Engendering ICT: Emerging women ICT professionals in Aotearoa-New Zealand
McCarthy, Diane Patricia
A significant challenge to Aotearoa/New Zealand’s involvement in the global knowledge economy, especially in recession mode, is enabling the participation of women from a range of socio-economic and cultural backgrounds in Information and Communication Technology (ICT) training and education. Women are significantly less involved as ICT specialists in business and academia, earn less, yet represent diverse households. Multiple pathways to training and retention need to be traced and understood, as well as formulating possible strategies to enable counter-discourses to emerge. A better understanding of these complex interactions between women’s subjectivities, agency and power may benefit women, the wider community and economy through transformative change. This thesis seeks to make sense of ways that emerging and new ICT professionals took up, resisted and/or subverted masculinised training discourses in two Te Wai Pounaumu (South Island) polytechnic institutes of technology (ITPs). Participants volunteered from three of the four diploma and degree programmes of study that led to employment in the ICT industry in 2007. Data was gathered through semi-structured interviews in focus groups. Comprised by their year group, or as recent graduates, six groups met up to three times for about an hour. Groups met face to face or online in chat mode in the Moodle Learning Management System. Individual in depth interviews took place with a significant group member once these sessions concluded. NVIVO 7 was used as a repository to manage the large amount of data, and to identify and code the discourses from transcripts. The referencing format is APA version 5. The overarching research question, guiding this research project, is: How do emerging women IT professionals in two ITPs in Te Wai Pounaumu (South Island) of Aotearoa-New Zealand experience their education, training and initial workplaces? Specific research questions include: In these local institutional settings, what are the demographics of all of the students who have taken up training and education in ICT? What are the dominant discourses underpinning women students’ attempts to make sense of their undergraduate setting of ICT training and education in a New Zealand polytechnic environment? How does subjectification as a woman student/new professional in ICT constrain, empower, and/or modify her agency? How can these educational institutions do better to encourage a greater participation of women students in ICT? The 2007 mid-year student demographics were used to provide background quantitative data about the characteristics of the intake as a whole, and to contextualize the participants. Discourse analysis was used to interpret how women students’ and graduates made sense of their subjectivities, agency and power as emerging ICT professionals within their training programmes and workplaces. This analysis was informed by a blended technofeminist poststructuralist analytical framework. The dominant discourse of “Constraint” and the counter discourses of “Resistance and Resilience ,” and “Empowerment” were taken up by the participants to make sense of their training and employment. Co-created femininities and masculinities in these settings were analysed as subjects-in-process: mobile, lack, deferred, constituted and performative. The interplay between subjectivity, discourse, agency and power in taking up ICT training and employment was interpreted. Possible strategies to make ICT training more accessible, enjoyable and meaningful to women in neoliberal times were explored as well as further research.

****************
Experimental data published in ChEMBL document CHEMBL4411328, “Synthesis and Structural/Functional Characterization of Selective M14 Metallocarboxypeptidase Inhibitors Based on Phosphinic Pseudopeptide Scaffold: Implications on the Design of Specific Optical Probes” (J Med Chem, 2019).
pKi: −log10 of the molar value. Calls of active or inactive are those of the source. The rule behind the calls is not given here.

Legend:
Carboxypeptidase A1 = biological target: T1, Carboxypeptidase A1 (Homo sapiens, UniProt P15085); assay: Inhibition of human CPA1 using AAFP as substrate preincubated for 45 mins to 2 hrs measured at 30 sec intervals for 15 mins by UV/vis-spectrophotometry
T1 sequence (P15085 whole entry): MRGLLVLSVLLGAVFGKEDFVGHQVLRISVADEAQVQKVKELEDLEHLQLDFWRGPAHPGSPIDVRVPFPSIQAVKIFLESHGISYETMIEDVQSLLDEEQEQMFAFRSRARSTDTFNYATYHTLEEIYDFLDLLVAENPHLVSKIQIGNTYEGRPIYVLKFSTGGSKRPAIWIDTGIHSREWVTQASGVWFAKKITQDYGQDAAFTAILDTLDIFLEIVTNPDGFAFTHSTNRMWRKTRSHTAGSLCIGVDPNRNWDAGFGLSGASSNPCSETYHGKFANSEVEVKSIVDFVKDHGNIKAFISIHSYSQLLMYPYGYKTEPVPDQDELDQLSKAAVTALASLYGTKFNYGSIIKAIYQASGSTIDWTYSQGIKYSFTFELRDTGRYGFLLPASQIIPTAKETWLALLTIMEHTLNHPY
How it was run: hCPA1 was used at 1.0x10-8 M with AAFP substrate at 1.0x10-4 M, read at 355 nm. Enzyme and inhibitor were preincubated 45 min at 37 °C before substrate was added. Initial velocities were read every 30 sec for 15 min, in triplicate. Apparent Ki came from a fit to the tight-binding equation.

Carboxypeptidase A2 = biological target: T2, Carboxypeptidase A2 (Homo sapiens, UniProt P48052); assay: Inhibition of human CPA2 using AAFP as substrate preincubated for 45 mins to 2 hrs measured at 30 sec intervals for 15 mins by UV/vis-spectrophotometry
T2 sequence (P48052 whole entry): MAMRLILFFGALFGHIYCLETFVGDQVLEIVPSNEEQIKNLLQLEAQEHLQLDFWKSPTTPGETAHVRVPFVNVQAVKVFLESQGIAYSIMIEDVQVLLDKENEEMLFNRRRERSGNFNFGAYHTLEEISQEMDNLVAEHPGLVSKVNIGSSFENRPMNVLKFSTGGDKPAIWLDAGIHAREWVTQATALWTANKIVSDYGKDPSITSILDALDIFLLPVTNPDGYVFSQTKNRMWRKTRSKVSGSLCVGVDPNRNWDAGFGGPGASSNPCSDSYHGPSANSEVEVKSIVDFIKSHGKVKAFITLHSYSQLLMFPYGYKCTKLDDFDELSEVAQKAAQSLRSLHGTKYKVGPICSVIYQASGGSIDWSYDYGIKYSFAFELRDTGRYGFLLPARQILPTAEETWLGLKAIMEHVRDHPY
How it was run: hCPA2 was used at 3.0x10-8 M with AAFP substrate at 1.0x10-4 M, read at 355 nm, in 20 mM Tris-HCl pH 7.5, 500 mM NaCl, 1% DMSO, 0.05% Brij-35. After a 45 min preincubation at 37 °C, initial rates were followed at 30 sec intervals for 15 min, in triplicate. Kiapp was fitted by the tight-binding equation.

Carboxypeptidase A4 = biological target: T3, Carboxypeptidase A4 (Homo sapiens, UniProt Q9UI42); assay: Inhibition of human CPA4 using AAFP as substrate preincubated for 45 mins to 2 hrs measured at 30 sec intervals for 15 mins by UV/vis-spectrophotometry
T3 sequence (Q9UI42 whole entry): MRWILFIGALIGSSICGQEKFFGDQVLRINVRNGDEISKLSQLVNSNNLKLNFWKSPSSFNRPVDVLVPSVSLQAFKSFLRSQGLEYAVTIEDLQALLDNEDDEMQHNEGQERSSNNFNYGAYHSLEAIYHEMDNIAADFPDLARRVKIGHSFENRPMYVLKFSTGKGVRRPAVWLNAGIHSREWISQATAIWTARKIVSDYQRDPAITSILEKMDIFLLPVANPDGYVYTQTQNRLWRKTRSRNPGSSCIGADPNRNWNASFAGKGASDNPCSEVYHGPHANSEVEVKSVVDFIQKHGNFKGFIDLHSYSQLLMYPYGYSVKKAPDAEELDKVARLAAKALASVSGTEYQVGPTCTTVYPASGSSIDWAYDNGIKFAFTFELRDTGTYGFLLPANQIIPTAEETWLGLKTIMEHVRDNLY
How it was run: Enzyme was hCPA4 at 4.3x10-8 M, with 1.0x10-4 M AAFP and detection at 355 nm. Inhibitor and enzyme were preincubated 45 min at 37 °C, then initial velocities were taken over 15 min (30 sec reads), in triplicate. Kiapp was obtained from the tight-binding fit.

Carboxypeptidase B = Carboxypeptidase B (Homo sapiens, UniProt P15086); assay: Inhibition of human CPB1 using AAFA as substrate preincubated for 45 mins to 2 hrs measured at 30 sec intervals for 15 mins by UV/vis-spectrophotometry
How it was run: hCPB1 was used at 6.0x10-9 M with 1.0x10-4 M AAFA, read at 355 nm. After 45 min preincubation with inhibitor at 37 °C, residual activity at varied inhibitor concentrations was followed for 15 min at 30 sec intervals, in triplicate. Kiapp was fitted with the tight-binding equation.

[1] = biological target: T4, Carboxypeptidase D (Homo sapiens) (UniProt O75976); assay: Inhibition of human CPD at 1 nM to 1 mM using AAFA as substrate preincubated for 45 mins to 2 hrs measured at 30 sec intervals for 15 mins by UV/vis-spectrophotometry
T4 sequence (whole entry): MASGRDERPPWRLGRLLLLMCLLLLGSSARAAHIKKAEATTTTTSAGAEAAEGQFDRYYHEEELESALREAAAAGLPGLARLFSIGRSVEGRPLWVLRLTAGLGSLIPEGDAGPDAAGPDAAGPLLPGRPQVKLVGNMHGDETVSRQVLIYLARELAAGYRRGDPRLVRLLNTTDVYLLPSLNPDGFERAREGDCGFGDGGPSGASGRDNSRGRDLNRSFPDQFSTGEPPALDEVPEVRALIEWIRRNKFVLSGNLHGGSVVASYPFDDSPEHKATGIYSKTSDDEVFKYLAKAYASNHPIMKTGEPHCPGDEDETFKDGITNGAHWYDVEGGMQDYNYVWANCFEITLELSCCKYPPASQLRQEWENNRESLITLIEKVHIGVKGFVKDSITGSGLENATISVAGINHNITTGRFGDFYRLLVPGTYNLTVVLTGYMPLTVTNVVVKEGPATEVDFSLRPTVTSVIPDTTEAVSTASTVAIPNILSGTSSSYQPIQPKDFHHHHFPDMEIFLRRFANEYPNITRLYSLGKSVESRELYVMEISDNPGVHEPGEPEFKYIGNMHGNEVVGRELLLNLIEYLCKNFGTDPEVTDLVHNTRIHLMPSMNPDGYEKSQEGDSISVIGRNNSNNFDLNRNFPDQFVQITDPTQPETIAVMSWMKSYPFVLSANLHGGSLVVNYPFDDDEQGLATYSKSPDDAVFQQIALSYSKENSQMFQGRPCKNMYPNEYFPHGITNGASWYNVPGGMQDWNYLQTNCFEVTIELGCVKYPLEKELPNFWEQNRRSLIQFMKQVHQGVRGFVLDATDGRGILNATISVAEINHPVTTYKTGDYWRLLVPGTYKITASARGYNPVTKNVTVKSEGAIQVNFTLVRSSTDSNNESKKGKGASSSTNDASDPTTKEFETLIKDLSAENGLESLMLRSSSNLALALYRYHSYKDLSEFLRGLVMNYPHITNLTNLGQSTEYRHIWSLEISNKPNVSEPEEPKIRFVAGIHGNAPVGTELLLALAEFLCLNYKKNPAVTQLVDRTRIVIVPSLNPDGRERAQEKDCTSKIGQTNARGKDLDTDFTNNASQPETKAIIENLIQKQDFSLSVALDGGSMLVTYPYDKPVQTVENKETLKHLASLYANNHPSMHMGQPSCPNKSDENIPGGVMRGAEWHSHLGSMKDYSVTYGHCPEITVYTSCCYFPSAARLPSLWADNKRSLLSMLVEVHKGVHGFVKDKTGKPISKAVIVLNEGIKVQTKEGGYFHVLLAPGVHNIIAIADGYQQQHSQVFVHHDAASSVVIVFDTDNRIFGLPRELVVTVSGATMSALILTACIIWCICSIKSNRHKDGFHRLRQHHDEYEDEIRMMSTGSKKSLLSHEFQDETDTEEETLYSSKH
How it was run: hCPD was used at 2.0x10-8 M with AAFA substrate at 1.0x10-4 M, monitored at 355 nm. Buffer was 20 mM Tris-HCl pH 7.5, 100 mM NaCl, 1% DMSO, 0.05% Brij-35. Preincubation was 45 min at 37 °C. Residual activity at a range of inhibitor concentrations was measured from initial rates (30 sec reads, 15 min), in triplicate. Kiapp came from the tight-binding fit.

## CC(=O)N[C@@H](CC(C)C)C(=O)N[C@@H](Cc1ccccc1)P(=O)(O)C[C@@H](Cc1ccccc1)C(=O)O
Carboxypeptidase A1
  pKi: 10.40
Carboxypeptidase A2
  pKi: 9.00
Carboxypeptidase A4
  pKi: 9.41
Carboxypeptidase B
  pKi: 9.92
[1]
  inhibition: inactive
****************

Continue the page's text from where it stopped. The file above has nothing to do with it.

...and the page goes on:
Advisor: Sandretto, Susan E.
Degree Name: Master of Arts
Degree Discipline: Educational Studies and Professional Practice, College of Education
Publisher: University of Otago
Keywords: Women gender and ICT; Subjectivities of NZ women ICT professionals; ICT and inclusion of women; Women and ICT training in ITPs (Polytechnics); NZ Feminist analysis of women in ICT; Emerging women ICT identities
Research Type: Thesis